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Subject:Re: English for Asian readers From:Ann Balaban <annb -at- DADD -dot- TI -dot- COM> Date:Tue, 23 Nov 1993 09:50:51 CST
Hello Margaret and Paul,
I am Shuba from Texas Instruments, India. I don't understand why
writing English (especially Technical writing) for Asian readers
should be any different from writing for other audience. The same
rules of easy readability and clear explanations hold good for us.
In India the readers certainly appreciate lucid instructions. I do
agree that some of the manuals here are written in the third person.
This does not mean that readers are offended when the writer
substitutes 'you' for 'user'. There's nothing in our culture that
prevents us from accepting instructions, although we do stress on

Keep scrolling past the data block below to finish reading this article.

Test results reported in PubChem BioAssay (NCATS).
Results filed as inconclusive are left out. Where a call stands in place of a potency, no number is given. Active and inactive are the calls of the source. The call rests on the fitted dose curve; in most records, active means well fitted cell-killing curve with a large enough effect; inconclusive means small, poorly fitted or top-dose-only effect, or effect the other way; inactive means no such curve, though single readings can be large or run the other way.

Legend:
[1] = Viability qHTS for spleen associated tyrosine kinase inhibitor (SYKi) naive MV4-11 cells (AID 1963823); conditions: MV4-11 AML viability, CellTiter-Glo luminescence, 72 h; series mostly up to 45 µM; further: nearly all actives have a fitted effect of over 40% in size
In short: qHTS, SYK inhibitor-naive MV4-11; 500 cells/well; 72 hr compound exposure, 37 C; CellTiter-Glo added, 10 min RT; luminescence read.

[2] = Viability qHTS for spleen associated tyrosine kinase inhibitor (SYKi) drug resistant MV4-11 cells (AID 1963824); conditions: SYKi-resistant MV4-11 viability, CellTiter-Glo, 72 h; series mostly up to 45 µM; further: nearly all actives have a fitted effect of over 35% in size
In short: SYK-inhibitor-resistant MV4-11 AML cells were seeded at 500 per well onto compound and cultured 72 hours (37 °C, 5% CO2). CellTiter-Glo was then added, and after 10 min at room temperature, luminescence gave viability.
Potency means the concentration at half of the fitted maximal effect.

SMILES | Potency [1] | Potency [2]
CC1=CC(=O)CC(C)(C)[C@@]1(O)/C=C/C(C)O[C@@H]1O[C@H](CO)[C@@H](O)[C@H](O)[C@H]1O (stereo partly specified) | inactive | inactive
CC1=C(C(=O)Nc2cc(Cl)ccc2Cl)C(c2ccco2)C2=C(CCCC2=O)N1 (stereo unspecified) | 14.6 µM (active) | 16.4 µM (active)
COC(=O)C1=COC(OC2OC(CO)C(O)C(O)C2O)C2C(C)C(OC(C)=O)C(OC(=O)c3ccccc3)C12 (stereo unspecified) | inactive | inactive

politeness a lot.
Whichever way you look at it, everybody loves neat prose!
Will be glad to help if you need more info on Indian attitudes!
Shuba Subramaniam GOSH -at- msg -dot- ti -dot- com
Texas Instruments India Pvt. Ltd.
> Margaret Gerard (margaret -at- toshiba -dot- tic -dot- oz -dot- au) wrote:
> : Recently I heard a passing comment that:
> : "In some Asian countries, readers are offended by the
> : use of the imperative mood and/or 'you' (for the user)
> : in technical documentation."
> : Does anyone know anything about this? Can anyone suggest any
> : references?
> If you care what readers from a certain culture think about your writing
> style, forget the expert advice. Just go out and find some readers from
> the target culture and ask what they think! Unfortunately, it can be
> hard to get people from certain cultures to give *open* and *frank*
> criticism--but it's worth trying, anyway.
> --------======= * =======--------
> Paul Goble
> Hewlett-Packard Colorado Springs Division
> Learning Products Engineering
> paulg -at- col -dot- hp -dot- com